Total Pageviews

Search This Blog

Saturday, March 19, 2011

America should apoligize to it's teachers


First they came for your integrity. They did it subtly and over time as they obfuscated our textbooks to reflect a narrow ideology rather than the whole truth.

Next they attacked the integrity of your profession. They did it by devising embarrassingly shallow and mandatory testing in order to hold you accountable for outcomes over which you have minimal control, all the while ignoring the many inadequacies of the society that contribute to student stress.

Then they devastated what you had hoped to give to your students. They did it by narrowing the curriculum to only those attributes they find suitable to provide compliant and narrowly trained workers, and by their unenlightened neglect of the multiple intelligences and learning styles and varied pace of learning that is present in all learners.

Then they reduced your ability to motivate students by limiting the availability of instructional supplies or making you purchase them yourselves. They did it by advocating for insufficient funding through regressive taxation.

Then they set out to diminish your hard earned salaries. They did it by pushing performance pay that has been long proven both ineffective and demeaning.

Then they attacked your pensions. They did it by blaming the sudden funding inadequacies thereof on you rather than on the greed and incompetence of Wall Street.

Then they assaulted your health care. They did it by ignoring the reduced wages you accepted in lieu of the growing costs of health insurance that is the fault of a greedy and heartless industry.

Then they undermined your right to join together in pursuit of your best interests and that of your profession. They did it by attacking your unions and associations while conveniently dismissing the powerful corporate and ideological institutions where those of opposing views organize to espouse their narrow interests.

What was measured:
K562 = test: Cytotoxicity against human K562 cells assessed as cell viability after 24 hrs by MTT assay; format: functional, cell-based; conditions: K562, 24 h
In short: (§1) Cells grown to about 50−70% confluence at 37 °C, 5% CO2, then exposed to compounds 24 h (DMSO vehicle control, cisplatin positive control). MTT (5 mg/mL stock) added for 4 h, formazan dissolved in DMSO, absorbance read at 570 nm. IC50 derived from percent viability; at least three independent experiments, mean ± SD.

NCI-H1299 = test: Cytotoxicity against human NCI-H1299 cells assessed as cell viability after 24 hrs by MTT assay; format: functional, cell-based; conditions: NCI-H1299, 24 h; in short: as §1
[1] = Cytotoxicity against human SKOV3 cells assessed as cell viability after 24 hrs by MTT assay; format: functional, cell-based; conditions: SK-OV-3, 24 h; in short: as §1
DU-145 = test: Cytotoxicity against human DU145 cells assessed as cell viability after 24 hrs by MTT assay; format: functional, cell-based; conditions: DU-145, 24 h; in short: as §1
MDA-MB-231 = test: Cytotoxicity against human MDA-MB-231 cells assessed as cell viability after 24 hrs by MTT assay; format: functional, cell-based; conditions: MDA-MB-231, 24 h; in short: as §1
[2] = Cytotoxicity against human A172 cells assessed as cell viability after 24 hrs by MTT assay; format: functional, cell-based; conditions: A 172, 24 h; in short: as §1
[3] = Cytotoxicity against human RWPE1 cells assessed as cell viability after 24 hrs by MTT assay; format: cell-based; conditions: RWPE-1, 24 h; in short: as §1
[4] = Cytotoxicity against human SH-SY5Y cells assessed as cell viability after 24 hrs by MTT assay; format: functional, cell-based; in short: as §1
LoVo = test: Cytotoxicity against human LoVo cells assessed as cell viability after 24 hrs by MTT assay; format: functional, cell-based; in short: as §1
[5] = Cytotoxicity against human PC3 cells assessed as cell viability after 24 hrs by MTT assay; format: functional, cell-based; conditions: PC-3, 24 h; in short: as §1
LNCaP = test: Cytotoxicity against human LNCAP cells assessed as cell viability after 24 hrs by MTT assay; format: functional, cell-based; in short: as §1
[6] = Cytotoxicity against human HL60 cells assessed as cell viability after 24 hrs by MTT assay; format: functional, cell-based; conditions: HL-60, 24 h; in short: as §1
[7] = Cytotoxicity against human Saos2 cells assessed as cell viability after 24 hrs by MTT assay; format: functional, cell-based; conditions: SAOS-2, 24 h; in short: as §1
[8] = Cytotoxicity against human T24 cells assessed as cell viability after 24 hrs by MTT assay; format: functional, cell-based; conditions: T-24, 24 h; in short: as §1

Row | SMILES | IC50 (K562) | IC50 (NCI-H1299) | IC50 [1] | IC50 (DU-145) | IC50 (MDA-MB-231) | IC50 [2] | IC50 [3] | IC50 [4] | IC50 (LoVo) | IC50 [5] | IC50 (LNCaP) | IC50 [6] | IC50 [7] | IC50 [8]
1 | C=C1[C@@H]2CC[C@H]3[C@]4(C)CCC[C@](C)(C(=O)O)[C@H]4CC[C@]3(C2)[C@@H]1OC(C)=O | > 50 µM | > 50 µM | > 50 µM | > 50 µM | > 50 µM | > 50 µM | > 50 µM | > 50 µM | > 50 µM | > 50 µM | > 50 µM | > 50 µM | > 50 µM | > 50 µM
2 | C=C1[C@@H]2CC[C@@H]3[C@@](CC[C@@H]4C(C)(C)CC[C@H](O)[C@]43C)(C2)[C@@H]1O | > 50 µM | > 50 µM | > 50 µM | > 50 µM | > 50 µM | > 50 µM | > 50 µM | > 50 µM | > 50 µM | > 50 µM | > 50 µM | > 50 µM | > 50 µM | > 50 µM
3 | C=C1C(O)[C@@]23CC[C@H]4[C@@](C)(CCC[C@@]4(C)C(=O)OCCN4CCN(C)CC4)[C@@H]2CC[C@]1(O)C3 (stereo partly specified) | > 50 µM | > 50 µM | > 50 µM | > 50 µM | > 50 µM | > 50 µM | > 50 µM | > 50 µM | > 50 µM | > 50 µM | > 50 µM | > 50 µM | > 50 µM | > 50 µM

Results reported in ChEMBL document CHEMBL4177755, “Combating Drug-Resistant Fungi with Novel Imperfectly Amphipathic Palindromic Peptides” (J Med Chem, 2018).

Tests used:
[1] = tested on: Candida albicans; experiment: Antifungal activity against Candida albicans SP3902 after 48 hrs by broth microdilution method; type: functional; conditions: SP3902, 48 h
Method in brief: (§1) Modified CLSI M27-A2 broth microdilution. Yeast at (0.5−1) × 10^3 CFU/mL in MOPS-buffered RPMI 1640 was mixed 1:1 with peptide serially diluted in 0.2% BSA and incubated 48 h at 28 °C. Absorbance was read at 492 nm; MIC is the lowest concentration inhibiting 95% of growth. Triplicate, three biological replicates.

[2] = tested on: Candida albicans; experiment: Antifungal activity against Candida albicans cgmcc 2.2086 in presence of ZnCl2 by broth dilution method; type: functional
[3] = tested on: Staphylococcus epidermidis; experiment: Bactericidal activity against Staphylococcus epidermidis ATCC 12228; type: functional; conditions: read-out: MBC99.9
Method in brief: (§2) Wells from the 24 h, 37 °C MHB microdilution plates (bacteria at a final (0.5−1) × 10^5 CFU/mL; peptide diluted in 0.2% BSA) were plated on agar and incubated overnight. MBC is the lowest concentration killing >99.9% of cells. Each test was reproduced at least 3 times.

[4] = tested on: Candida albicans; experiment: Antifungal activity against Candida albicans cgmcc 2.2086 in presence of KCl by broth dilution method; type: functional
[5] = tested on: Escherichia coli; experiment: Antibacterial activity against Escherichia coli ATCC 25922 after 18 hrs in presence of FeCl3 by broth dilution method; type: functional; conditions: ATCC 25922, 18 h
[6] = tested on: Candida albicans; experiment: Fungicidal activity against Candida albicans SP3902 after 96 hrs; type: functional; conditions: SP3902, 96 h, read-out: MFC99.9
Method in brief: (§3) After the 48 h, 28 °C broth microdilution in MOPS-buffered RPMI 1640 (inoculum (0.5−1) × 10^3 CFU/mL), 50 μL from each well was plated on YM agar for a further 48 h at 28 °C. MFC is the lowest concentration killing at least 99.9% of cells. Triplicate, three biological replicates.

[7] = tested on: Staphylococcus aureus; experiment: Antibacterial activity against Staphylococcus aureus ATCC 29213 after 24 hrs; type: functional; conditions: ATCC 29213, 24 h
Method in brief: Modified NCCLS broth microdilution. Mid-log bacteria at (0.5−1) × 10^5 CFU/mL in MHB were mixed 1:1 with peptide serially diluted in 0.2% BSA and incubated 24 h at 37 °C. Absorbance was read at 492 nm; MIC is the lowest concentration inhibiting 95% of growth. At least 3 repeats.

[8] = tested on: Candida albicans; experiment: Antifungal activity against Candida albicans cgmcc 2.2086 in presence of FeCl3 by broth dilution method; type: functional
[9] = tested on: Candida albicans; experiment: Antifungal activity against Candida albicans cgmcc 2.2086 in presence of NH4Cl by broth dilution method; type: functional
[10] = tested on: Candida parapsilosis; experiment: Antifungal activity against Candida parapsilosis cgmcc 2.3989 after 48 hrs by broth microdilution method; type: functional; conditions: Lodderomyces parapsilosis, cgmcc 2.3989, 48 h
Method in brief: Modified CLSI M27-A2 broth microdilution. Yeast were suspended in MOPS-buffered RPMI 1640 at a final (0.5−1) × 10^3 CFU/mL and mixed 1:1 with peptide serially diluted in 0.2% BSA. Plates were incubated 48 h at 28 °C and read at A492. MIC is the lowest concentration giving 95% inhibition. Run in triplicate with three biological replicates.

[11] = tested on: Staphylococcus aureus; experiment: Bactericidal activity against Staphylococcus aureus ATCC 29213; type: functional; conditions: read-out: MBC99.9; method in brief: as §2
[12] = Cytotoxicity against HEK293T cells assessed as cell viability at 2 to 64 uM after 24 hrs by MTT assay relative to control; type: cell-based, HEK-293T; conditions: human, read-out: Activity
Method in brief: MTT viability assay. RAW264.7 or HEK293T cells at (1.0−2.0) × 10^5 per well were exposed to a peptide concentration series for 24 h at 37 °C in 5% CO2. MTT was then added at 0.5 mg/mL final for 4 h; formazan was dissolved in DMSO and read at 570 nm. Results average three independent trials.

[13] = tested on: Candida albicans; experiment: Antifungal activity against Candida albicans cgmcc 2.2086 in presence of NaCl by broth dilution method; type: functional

Then they declared war on all that supports your valiant efforts by obstructing the general resources for your work. They do it by propagandizing to the unwitting public that taxes are too high while accepting tax rebates for the extremely wealthy, failing to accept that this is in reality a low tax nation, and providing for all sorts of unwarranted tax havens for business.

Then, finally, they seek to destroy all that our founders advocated by eliminating public education altogether. They do it by trumpeting the ill-conceived merits of privatization while ignoring the absence any record of its greater success or efficiency.

So I apologize for those of us who have not fought hard enough along side all of you as you struggle to mentor and inspire our children and grandchildren. Please forgive us for our inattentiveness and neglect. You deserve our utmost admiration and respect.

You see, they have done much of this to those of us in the private sector. And too many of us, duped by their stooges and know-nothings, have lashed out at you because we envy what you still have that we have lost. Arguably you are the last bastion against the corporate tyranny and selfish elitism that threatens our nation.

Thank you for all your efforts thus far. Please fight on. Please do not give up.

Robert Barkley, Jr., is a counselor in Systemic Education Reform, retired Executive Director of the Ohio Education Association, served as Interim Executive Director of the Maine Education Association, is a thirty-five year veteran of NEA and NEA affiliate staff work, long-term consultant to the KnowledgeWorks Foundation of Cincinnati, Ohio, one time teacher, coach, and local union president. He is the author of Quality in Education: A Primer for Collaborative Visionary Educational Leaders and Leadership In Education: A Handbook for School Superintendents and Teacher Union Presidents.

1 comment:

  1. It seems that teachers from smaller counties are not concerned with the passage of SB736. Maybe it is because many of them don't have to work in urban schools where it is more difficult to become a high performing school. In St. John's County and Clay County they start the school year on the 50 yard line, but in urban school systems many are starting the school year with 100 yards to go...and no longer have the ability to change to a higher performing county without losing tenure.